These presumptions cannot be overcome by individual declarations that they don't matter. Instead, they can only be defeated by direct engagement with the artificial character of race, and a similarly honest engagement with the continued consequences of centuries of racial stereotypes.

The problem is not that the government knows the skin color of those with whom it comes into contact - though that is the RPI's misplaced preoccupation. It is that government employees, and private companies under government regulation, often decide to draw substantive conclusions on the basis of skin color.

Why the RPI Is Not Only Ineffective, But Actually Destructive

The RPI, like many racial justice efforts premised on naive colorblindness, is incapable of achieving the goals ascribed to it. Worse, it will severely undermine other efforts targeted at ending race discrimination.

Colorblindness can never work. The RPI may prevent the government from tracking racial data, but it won't require citizens to be adorned with Taliban-style burkas during the course of all public interactions, nor will it force them to wear blindfolds any time they leave the house.

Meanwhile, the type of partial colorblindness the RPI would enact would hinder other antidiscrimination efforts. The RPI's solution - allowing race to be seen but not noted or tracked- is insidious. It will inevitably render government incapable of discerning, and therefore remedying, continued racial discrimination.

Without racial data regarding employees, how can a plaintiff show that he was not promoted due to his skin color? Without racial data relating to traffic stops, how can a police department's "Driving While Black" policy be exposed? If Berkeley does not keep track of the race of students it admits, how can discriminatory admissions be challenged, or affirmative action proposed?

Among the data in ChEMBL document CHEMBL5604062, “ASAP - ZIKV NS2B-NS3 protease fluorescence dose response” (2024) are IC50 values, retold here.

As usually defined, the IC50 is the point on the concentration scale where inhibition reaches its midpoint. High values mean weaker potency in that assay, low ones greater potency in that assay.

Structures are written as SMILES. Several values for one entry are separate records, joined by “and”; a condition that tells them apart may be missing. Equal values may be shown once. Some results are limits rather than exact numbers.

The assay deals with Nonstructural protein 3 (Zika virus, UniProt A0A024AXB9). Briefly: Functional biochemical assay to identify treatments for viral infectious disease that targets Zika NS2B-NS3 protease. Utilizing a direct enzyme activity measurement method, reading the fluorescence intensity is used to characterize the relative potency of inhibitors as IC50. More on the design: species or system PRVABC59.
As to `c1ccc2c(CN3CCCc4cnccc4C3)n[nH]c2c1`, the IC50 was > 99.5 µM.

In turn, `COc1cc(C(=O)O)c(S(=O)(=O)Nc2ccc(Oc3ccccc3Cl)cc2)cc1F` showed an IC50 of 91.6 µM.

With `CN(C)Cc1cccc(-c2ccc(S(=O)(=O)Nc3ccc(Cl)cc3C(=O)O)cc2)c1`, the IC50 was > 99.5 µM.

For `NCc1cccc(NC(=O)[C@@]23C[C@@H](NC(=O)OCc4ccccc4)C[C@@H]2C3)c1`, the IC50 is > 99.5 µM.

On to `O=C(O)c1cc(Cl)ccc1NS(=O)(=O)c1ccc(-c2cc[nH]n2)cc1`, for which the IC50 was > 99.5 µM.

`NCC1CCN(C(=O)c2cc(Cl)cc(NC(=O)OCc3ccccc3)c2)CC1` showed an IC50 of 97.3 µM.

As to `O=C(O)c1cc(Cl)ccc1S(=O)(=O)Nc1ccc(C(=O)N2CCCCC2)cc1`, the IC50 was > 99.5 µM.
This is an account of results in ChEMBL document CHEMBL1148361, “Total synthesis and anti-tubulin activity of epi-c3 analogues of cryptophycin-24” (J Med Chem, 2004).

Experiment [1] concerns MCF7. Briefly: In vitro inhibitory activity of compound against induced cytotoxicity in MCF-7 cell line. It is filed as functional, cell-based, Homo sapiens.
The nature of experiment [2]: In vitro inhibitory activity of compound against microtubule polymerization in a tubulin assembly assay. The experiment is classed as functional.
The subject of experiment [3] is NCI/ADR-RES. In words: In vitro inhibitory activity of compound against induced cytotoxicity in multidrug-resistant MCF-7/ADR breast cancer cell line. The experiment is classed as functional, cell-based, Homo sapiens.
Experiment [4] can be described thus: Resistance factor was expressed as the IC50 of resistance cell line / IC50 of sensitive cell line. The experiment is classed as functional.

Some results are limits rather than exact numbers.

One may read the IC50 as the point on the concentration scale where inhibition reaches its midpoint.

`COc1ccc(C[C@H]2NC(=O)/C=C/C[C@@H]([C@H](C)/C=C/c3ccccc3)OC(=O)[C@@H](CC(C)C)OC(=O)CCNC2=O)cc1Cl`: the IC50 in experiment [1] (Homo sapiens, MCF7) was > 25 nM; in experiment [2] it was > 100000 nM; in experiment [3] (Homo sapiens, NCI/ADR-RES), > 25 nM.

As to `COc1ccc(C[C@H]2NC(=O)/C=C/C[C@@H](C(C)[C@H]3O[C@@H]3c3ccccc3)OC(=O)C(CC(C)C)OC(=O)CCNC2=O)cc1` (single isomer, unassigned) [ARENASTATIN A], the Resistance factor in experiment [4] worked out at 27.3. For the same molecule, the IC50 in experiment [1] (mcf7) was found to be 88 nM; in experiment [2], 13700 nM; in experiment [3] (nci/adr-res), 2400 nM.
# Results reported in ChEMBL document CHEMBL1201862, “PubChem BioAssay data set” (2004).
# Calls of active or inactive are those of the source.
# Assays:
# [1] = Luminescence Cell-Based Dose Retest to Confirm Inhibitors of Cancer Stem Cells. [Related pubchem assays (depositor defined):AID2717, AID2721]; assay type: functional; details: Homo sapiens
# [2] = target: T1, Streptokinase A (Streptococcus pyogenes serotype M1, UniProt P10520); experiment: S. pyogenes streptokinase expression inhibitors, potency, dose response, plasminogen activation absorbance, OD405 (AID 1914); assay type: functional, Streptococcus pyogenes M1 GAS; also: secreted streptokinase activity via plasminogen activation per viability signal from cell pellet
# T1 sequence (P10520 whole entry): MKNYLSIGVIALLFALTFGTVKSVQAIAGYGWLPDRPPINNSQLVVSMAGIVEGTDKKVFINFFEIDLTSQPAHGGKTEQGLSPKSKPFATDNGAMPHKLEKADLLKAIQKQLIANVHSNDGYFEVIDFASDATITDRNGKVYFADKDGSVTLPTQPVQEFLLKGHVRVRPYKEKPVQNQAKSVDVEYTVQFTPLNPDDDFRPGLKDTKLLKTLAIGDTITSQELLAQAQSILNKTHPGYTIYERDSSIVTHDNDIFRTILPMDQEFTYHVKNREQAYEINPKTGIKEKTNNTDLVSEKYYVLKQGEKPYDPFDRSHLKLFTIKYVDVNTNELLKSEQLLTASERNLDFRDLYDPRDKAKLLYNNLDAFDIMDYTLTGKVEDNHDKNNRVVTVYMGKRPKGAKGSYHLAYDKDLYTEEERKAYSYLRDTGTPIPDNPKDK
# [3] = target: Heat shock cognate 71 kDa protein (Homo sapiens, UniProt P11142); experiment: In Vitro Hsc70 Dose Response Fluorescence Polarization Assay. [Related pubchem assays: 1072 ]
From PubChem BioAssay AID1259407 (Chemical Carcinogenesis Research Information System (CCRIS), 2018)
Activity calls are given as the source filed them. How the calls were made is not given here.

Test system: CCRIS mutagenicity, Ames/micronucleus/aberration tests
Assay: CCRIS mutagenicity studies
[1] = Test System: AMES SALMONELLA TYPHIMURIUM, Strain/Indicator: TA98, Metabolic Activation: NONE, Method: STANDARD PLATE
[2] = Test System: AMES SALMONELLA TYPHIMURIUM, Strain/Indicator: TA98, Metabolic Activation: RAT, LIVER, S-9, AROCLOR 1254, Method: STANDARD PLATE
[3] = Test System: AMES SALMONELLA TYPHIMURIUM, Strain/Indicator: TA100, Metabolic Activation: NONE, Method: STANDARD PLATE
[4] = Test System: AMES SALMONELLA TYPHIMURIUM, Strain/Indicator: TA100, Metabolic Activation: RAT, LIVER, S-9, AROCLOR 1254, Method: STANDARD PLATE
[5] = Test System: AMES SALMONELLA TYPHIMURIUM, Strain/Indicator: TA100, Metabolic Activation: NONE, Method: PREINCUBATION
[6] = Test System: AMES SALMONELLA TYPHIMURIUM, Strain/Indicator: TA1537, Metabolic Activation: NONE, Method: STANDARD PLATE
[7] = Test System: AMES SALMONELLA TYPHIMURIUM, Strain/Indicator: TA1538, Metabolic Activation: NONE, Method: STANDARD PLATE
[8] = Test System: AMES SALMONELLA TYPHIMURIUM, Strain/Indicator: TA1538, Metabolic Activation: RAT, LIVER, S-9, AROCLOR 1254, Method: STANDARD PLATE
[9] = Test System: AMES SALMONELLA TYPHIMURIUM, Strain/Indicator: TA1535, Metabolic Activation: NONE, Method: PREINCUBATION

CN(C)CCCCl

More subtly, and more generally, how can our society truly remedy race discrimination without specifically assessing the social currency of racial stereotypes, and the concomitant economic, political, and cultural consequences?

Why Colorblindness - Especially the RPI's Partial Colorblindness - Can't Work

To achieve justice, one must identify unjust conduct, assess its effects, and formulate a strategy to eliminate both. Racial justice therefore cannot be achieved by blind fiat, but only by making a specific assessment of where people are, and making a commitment to place people where they would be in the absence of race-based injustice.

The colorblindness goals purportedly underlying the RPI are laudable and speak precisely to the ultimate goal we all should share of realizing a society in which skin color has no bearing on experience. We cannot attain this goal, however, by simply pretending that racial discrimination and stereotyping, and its attendant consequences, have ceased to exist.

As Justice Harry Blackmun underscored in his opinion in the seminal case on race-based affirmative action, Regents of the University of California v. Bakke, "[i]n order to get beyond racism, we must first take account of race. There is no other way. And in order to treat some persons equally, we must treat them differently."

By ignoring the Justice's wisdom, and willfully preventing the government from "tak[ing] account of race," the RPI not only will fail to accomplish its goals, but it will actually set us back on our nation's slow and unsteady path toward racial justice.


Shavar D. Jeffries, a 1999 graduate of Columbia Law School, is a John J. Gibbons Fellow in Public Interest and Constitutional Law at Gibbons, Del Deo, Dolan, Griffinger, and Vecchione, P.C. in Newark, New Jersey and an Adjunct Professor of Law at Seton Hall Law School.